The Big Idea: Jess Montgomery
Posted on January 8, 2019 Posted by John Scalzi 5 Comments
Who tells the story of a novel? For her new novel The Widows, the question is not an academic one for Jess Montgomery — her story of 1920s Appalachia hinged on the right voice to tell the tale.
A few years ago, we were planning our first trip to visit our younger daughter for her birthday weekend at Ohio University, in Athens County, Ohio. While searching for places to hike in the Appalachian foothills, I ran across a tourism website for Vinton County (just southwest of Athens County), which featured Maude Collins, Ohio’s true first female sheriff in 1925 after her husband was killed in the line of duty while writing a speeding ticket. Maude worked as her husband’s jail matron in the small jail attached to the county-owned sheriff’s house, where they lived with their five children. So perhaps it was expedient practicality that led the county commissioners to ask Maude to fill out her husband’s term. In any case, she won election in her own right as sheriff in 1926—in a landslide.
My imagination immediately sparked at the notion of a woman in law enforcement at a time when that was nearly unheard of. (Women still represent a minority of officers in sheriff’s departments.) But I was also taken with the mix of attributes I saw in Maude’s expression in a photograph of her: toughness and tenderness. Sorrow and selflessness.
I was also drawn by the setting of Maude’s story—1920s Appalachia. So many 1920s stories and books are set in big cities. The pop image of 1920s femininity is a sequined flapper girl with a feathered headband. Both Maude and the setting went counter to stereotypical 1920s imagery.
What’s more, my family of origin is from Appalachia, with deep roots that go back generation after generation on both sides. I grew up steeped in Appalachian lore, dialect, food, attitudes, customs, crafts, music. When I was in high school, I wrote a musical, “Just an Old Ballad,” inspired by the Appalachian ballads I’d grown up learning. Amazingly, my school’s drama teacher allowed me to produce and direct it—and I cast in the lead male role a young man who I’d later date and marry. Thirty-plus years later, we’re still happily married—a pretty great outcome for a self-penned and produced high school musical!
A deep desire to write again in such a setting quickly came to the surface as I considered Maude’s story, time and place. And soon, I started asking the sort of “what if” questions that lead writers—and their characters—to interesting places. What if a 1920s Appalachian sheriff is murdered—but his young wife doesn’t know who did it? What if she fulfills his role, motivated by the burning need to find out who killed her beloved—and why? What might she discover about him? About herself? About her community?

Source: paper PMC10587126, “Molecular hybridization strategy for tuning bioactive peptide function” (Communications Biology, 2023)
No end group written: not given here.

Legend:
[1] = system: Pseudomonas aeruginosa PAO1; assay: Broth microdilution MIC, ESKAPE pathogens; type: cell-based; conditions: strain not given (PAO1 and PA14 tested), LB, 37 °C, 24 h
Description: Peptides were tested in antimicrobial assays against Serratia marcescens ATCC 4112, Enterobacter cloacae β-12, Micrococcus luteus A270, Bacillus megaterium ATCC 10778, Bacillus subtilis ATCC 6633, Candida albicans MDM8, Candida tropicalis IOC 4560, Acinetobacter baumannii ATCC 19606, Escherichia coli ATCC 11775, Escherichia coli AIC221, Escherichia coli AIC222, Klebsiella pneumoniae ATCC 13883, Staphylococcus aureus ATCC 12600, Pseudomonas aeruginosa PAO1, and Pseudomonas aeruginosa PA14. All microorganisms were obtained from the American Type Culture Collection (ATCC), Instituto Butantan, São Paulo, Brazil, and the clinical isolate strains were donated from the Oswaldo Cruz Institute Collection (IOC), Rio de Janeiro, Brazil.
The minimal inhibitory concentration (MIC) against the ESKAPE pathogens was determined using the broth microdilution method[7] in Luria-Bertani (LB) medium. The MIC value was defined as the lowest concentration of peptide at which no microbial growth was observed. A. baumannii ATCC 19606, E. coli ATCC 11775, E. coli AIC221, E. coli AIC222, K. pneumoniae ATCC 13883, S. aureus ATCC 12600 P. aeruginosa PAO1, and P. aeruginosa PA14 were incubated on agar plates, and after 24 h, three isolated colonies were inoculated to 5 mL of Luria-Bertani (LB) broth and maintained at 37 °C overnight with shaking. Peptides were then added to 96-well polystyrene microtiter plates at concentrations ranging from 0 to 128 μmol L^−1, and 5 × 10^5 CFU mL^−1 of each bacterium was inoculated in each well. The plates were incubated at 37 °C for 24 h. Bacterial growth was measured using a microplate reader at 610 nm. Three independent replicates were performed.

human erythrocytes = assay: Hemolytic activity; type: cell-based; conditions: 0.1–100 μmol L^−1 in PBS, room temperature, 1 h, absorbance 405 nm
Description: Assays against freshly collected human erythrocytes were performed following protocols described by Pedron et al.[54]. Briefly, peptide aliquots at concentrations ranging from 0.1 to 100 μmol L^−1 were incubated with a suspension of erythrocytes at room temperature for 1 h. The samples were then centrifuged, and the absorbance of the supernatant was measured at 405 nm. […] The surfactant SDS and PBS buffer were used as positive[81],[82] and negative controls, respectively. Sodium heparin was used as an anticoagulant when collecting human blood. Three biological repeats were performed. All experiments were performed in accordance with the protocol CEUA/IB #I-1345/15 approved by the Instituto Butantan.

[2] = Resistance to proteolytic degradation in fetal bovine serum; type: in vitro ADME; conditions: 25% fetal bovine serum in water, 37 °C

Soon I’d developed Lily Ross and an inkling of plot. I started writing from Lily’s point-of-view, in the past tense.
The story fell flat.
I wrote forty or so pages incorporating the murderer’s point-of-view.
The story felt cliched.
I wrote a hundred or so pages from the point-of-view of Daniel, the murdered sheriff in my story.
The story felt forced.
But through all these misstarts, another character emerged—Marvena Whitcomb. Daniel’s friend since childhood. A widow herself, after her common-law husband died in a mine collapse. A unionizer. A moonshiner.
And as I wrote, I realized that Marvena and Lily were unlikely allies, destined to discover together who had murdered Daniel and why.
What’s more, I realized that the story’s Big Idea wasn’t woman-in-1920s-becomes-sheriff-and-solves-murder-of-husband.
The Big Idea was about relationships and community. How those can support us, yet betray us. How difficult it can be to balance individual desires with the needs of the community. What it can cost our humanity—or give our humanity—no matter how we tilt the balance, whether toward our individual wishes or toward the community.
I realized that though Lily is the main protagonist of The Widows because she has the greatest character growth and change, the story needed to be told from the point of view of both women. Together, they do so much more than solve the crime of the murder of the man they both love in different ways. Through them, so much comes to life. Daniel, in their hearts and memories. Their community, in all its many aspects, both wonderful and dark. The backdrop of their story—woven from worker’s rights, strife between union miners and management, women’s rights, prohibition, coal mining.
Once I realized that The Big Idea in The Widows is the relationship between Lily and Marvena, and how it develops, the story began to unfold and live for me.
I hope it does, as well, for readers.
The Widows: Amazon|Barnes & Noble|Indiebound|Powell’s
Read an excerpt. Visit the author’s site. Follow her on Twitter.
Before anyone notes it: An earlier, incomplete version of this posted briefly on the site by accident for about a minute. That version’s been deleted. If it was accidentally sent to you/showed up in your feed, apologies.
The timing of this is good for me. I recently finished the Constance Kopp series by Amy Stewart, so I am primed for more stories about early 20th Century, female law enforcement officers. Thanks!
I’ve just bought it, after reading the sample. Looks promising.
I just started listening to the audiobook — it’s very good!
Ordered at the library–looking forward to it!